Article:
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Freight trains all around the United States will come to a halt on Sept. 16 for a union strike. This movement will affect goods and resources transportation as well as commuters utilizing Metrolink and Amtrak transportation. This strike will be the first nationwide rail strike in 30 years.
STRIKING A DEAL
Demanding schedules and poor working conditions call for negotiations, but a delay in reaching a consensus prompted a rail worker strike. Unions have been demanding paid time off, better wages and improved working conditions and schedules for workers.
“They do not have days off. They do not have a schedule,” said the president of the Brotherhood of Locomotive Engineers and Trainmen, an engineers union, in an interview with the National Public Radio.
Through these actions, union leaders and members hope to strike a deal with employers. Though negotiations were already taking place, many unions rejected the contract and moved towards a legal strike. The failure to come to an agreement will result in nearly 115,000 workers going on strike, according to The Hill.
MAKE AN IMPACT
The strike will gain attention from the government and impact the entire nation. Both freight trains and commuter train services like Amtrak and Metrolink will be canceled or delayed.
According to CNN, the stop in services will create unstocked stores, factory closures due to lack of supplies and an increase in the price of goods.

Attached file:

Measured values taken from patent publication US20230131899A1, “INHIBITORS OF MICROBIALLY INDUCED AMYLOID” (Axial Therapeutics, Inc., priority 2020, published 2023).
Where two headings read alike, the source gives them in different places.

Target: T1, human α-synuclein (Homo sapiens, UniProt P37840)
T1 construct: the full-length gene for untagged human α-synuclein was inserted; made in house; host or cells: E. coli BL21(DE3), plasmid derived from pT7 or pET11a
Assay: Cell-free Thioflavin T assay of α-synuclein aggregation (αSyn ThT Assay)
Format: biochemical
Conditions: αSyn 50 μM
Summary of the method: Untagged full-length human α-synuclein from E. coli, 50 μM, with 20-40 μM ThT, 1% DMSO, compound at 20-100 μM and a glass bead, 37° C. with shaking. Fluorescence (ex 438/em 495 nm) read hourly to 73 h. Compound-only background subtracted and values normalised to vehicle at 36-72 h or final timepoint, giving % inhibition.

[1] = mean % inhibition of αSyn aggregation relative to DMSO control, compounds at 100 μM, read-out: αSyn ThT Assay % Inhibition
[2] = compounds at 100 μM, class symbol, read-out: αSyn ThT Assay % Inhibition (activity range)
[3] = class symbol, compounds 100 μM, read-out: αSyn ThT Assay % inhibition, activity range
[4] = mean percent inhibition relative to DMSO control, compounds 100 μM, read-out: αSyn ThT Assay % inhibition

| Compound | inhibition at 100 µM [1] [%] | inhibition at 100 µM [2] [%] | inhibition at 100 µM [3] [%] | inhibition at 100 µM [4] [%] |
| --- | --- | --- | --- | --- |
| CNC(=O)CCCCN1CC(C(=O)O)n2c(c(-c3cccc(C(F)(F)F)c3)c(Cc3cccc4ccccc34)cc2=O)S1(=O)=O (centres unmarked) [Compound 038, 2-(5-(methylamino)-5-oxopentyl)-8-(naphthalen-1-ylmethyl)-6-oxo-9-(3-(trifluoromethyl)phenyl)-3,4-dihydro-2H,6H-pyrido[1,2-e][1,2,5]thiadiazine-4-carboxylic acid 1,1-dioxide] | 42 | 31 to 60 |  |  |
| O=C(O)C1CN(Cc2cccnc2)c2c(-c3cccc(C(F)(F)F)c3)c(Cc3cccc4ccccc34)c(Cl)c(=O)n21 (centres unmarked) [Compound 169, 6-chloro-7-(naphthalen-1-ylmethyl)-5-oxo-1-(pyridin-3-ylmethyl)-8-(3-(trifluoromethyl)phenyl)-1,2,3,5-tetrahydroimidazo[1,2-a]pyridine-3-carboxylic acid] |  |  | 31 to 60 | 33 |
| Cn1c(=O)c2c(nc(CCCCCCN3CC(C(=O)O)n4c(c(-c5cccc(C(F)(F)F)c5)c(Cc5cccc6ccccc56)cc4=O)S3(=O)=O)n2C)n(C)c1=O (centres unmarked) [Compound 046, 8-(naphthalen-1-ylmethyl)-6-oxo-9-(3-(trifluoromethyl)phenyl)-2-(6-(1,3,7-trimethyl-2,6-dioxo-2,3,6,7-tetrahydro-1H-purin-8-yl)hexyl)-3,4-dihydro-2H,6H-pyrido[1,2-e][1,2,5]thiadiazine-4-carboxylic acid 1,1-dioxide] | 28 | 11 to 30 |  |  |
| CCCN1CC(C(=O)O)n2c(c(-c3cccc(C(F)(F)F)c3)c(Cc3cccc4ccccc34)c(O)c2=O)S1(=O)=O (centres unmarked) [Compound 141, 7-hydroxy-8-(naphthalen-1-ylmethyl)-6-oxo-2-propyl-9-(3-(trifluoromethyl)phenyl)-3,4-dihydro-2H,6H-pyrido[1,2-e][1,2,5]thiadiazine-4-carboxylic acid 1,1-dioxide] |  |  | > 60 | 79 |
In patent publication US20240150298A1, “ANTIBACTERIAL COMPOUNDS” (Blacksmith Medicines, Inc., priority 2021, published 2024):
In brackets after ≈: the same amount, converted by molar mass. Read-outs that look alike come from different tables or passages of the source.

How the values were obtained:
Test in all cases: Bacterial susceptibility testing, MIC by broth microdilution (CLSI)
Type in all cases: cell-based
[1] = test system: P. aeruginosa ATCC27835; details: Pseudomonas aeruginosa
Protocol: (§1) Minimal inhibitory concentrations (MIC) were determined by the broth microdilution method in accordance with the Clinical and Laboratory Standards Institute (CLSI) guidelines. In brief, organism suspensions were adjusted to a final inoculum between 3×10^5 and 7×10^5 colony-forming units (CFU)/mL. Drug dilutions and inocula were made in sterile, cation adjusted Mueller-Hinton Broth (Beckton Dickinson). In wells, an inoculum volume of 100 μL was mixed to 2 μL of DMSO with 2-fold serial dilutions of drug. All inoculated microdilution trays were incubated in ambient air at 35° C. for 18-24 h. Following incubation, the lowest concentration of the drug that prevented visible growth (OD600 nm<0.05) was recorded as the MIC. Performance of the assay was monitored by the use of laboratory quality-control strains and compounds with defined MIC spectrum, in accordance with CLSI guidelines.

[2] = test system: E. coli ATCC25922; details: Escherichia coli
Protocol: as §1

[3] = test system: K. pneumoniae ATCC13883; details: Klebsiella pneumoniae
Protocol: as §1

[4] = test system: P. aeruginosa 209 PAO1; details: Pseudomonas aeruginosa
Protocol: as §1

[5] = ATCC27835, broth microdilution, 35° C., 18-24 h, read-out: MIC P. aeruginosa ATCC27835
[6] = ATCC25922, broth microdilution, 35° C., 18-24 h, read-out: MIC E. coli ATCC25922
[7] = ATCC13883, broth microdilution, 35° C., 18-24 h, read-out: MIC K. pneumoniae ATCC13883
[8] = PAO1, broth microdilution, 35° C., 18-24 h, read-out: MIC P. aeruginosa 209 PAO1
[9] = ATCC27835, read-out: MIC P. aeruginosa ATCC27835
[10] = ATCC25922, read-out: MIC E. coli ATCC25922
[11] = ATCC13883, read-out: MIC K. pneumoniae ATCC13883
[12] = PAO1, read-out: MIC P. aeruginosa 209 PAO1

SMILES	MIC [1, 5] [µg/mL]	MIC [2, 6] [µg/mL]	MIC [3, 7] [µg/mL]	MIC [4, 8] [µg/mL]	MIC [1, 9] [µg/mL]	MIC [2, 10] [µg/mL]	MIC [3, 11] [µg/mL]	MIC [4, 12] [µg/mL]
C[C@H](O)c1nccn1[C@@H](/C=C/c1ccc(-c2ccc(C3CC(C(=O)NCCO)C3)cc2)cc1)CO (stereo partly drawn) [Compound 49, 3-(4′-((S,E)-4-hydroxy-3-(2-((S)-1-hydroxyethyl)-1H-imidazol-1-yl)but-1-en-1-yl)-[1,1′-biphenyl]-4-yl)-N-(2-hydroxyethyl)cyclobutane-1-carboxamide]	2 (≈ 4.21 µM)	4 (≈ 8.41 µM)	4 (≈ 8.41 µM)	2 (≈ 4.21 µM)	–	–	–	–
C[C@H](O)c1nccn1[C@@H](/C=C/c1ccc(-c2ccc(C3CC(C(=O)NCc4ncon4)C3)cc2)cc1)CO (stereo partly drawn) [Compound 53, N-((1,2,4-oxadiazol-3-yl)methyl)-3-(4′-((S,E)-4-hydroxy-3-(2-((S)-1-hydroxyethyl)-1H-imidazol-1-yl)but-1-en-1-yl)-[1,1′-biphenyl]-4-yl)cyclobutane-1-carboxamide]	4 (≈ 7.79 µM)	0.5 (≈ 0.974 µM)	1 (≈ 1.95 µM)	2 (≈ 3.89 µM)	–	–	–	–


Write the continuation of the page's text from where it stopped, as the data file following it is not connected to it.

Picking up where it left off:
“A strike that shuts down our railways will have cascading effects across the country,” said Joshua Bolten, Business Roundtable CEO in an interview with Politico. “We’ve been experiencing a lot of headwinds from supply chain problems since the pandemic started, and those problems would be geometrically magnified by a rail strike.”
Commuters will be among those that are impacted as well, experiencing delays or cancellations in transportation schedules. Metrolink has canceled services for the Orange County line, diverting riders to Amtrak Pacific Surfliner services. Amtrak moved to cancel long-distance services starting Sept. 15. According to CNN, Amtrak will continue long-distance rides that will “have enough time to reach their final destinations by 12:01 a.m. on Friday, Sept. 16.”
If a deal is not made, and the delayed transportation of commuters and goods continues, it is expected that Congress will step in and force both sides to come to an agreement.
“We’d rather see negotiations prevail so there’s no need for any actions from Congress,” said Nancy Pelosi, House Speaker.